Your kids can learn a new language just by watching TV
You’re moving to a country where you and your child need to learn a new language. How best to encourage your kid to engage? They’re under enough pressure as it is, with school, homework, anxiety about the move and all kinds of other child-mind worries. Also, you may not have the time or money to send your kids to formal language classes before you move abroad.
How about making learning fun, and making it as simple as watching television? Yes, your children can learn a new language simply by watching TV! This isn’t the first time I’ve recommended this method, either, as it’s well known to be a way to engage kids in language learning. Plus, as a bonus, it’s quite a relaxing pastime for kids in these stressful times.
Entertaining and educational
Research reveals that children learn quicker when they are interested, engaged, and entertained. For this reason, TV is a great tool for language learning. Children are like sponges when it comes to picking up new words and phrases, and they can learn a lot just by watching their favourite shows.
Most television shows are designed for entertainment, not education. However, the whole point of language learning is to be able to speak to other people in that language. Formal language classes (and school classes) tend to spend a lot of time focusing on grammar, sentence structure and other ‘boring’ things. Watching movies, cartoons and other TV shows gives a more natural insight to speech and conversation, meaning that it’s ultimately much more useful to the learner.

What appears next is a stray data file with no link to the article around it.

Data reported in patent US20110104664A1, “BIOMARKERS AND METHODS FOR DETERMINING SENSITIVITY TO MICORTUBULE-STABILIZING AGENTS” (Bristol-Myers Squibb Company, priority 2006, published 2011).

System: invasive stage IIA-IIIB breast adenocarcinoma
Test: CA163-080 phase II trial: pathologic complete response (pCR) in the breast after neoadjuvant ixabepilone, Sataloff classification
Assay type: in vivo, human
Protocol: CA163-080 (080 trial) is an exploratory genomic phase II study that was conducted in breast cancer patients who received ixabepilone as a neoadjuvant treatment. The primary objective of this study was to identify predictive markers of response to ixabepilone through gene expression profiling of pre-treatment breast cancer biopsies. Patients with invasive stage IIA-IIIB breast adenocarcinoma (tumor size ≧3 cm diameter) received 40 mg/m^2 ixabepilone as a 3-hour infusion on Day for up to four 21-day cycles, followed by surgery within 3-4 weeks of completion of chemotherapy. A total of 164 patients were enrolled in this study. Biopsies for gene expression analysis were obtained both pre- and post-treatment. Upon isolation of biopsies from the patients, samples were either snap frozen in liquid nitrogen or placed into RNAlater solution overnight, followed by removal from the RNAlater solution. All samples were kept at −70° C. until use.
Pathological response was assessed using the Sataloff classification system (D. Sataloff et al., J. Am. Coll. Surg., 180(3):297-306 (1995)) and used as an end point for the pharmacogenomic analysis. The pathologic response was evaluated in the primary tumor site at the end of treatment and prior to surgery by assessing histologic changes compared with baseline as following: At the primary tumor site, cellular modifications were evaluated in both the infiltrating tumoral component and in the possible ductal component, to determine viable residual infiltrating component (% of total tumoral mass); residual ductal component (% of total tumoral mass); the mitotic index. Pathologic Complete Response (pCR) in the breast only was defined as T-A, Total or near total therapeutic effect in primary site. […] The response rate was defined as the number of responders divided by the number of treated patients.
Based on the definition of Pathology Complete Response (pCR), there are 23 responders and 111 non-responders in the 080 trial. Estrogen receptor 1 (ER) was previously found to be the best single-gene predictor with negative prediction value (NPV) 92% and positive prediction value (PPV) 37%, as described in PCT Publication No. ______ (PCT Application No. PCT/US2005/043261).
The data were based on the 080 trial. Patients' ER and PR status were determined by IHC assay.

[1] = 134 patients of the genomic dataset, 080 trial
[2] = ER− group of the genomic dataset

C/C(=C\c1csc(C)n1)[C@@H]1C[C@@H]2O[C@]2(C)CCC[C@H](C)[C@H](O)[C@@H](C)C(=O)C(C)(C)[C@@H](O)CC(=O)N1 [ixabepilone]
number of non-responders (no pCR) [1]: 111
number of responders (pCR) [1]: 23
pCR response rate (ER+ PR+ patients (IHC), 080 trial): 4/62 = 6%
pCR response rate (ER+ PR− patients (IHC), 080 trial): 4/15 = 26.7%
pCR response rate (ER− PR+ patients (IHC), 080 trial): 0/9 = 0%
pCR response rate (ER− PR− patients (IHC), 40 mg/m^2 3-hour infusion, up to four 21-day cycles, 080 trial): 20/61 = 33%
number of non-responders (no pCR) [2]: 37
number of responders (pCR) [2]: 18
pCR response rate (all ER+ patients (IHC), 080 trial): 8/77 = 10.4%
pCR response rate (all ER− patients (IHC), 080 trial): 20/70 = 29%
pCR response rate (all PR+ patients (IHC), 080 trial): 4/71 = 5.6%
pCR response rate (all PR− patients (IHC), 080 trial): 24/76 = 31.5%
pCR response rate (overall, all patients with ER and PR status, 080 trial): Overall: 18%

And that learner doesn’t have to be a kid! You’ll pick up loads of language skills, too.
10 tips to help your kids learn a new language from TV
1. Choose age-appropriate programmes
Lingopie has specially selected and changing programmes for children learning Spanish, so you don’t need to worry there will be something inappropriate popping up unexpectedly.
2. Watch with your kids
If the language is new to you too, you’ll also learn effortlessly! Also, it’s important to watch with your kids so that you can help them understand what they’re seeing and hearing. Lingopie has dual language subtitle options to help you, particularly with younger children whose reading skills may not be up to speed yet. You can pause the show when necessary and explain things that they might not understand.
3. Talk about what you’re watching
After each programme, take some time to talk about what happened. Ask your child questions about the characters and the plot. This will help them remember what they learned and solidify the new vocabulary words.
4. Encourage your kids to imitate what they hear
Children not only learn a language quickly, but they are also unbothered by self-consciousness, happily and naturally imitating a native accent. One of the best ways for children to learn a new language is by imitating the people around them. When they watch TV, encourage them to imitate the characters’ speech patterns. This will help them to absorb the new language more easily.
5. Remember how language is learned
I think it’s a good idea to point out here that language learning goes in stages: first is listening, then understanding, and finally, talking. So don’t expect conversations to happen quickly! Think of when your child learned to speak as a baby: they understood you long before they could talk. Languages follow the same process.
6. Ask questions about what you’re watching
Use each show as an opportunity to ask your child questions in the new language. This will help them to practice their speaking skills and become more comfortable with using the new words and phrases. A child loves to be able to teach their parents’ something!